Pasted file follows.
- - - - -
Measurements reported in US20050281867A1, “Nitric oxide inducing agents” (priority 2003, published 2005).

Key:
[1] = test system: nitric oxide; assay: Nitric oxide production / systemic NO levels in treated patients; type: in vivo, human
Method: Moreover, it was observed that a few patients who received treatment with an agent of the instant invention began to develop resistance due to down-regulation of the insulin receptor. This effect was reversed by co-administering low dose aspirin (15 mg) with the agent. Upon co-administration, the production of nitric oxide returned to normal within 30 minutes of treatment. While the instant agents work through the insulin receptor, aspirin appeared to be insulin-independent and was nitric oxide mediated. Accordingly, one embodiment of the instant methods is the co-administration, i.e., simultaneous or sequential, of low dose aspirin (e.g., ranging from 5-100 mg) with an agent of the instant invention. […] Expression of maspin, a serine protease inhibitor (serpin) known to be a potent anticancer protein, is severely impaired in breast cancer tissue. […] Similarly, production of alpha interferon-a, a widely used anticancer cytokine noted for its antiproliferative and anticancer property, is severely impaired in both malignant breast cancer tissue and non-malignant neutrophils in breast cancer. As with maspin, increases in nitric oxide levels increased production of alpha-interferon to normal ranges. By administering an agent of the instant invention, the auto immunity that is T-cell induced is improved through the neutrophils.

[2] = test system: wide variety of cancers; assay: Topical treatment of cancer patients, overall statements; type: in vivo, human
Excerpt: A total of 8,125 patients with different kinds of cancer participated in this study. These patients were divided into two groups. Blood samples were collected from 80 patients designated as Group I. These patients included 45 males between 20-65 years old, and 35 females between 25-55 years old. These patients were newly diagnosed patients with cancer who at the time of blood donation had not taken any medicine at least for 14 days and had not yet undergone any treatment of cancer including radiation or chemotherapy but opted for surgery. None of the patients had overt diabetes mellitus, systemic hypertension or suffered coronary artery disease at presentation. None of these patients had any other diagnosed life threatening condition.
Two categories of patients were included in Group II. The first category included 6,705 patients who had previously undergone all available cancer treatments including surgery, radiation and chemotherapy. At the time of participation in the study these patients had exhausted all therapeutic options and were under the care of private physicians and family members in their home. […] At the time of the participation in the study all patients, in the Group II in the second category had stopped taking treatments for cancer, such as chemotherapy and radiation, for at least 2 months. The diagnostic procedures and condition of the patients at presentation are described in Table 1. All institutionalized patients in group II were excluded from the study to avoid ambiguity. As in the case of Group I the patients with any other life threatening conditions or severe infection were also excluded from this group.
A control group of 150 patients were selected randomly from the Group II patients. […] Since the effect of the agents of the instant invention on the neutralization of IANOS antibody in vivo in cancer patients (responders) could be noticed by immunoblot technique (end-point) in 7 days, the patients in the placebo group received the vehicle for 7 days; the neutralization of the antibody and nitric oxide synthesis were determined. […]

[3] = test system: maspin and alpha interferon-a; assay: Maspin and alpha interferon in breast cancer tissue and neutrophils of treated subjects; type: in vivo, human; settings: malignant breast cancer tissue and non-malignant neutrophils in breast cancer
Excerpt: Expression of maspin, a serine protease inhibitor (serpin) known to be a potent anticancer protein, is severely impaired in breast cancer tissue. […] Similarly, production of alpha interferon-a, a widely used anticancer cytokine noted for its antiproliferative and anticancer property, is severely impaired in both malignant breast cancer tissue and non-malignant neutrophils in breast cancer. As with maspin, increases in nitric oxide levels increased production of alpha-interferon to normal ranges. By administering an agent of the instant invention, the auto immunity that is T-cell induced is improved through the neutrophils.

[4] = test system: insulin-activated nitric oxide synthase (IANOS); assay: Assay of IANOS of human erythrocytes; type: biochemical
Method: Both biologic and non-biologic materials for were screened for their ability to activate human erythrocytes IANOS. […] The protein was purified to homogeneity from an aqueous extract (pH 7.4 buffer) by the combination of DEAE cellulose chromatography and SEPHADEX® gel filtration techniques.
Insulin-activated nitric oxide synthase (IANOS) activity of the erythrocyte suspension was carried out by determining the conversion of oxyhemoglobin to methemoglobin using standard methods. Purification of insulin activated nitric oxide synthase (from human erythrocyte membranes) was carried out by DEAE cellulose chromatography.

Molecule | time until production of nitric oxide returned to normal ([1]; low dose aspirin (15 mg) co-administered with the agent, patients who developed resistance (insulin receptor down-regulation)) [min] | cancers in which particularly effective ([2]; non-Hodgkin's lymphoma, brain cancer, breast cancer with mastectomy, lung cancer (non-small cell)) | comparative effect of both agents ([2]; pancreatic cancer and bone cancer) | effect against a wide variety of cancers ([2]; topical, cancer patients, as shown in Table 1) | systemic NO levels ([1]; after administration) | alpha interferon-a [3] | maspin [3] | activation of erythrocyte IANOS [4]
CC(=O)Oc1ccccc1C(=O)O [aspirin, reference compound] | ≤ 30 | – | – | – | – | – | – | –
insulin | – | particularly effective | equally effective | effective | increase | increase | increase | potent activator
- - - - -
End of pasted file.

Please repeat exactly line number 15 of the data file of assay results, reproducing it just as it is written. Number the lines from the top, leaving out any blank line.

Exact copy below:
CC(=O)Oc1ccccc1C(=O)O [aspirin, reference compound] | ≤ 30 | – | – | – | – | – | – | –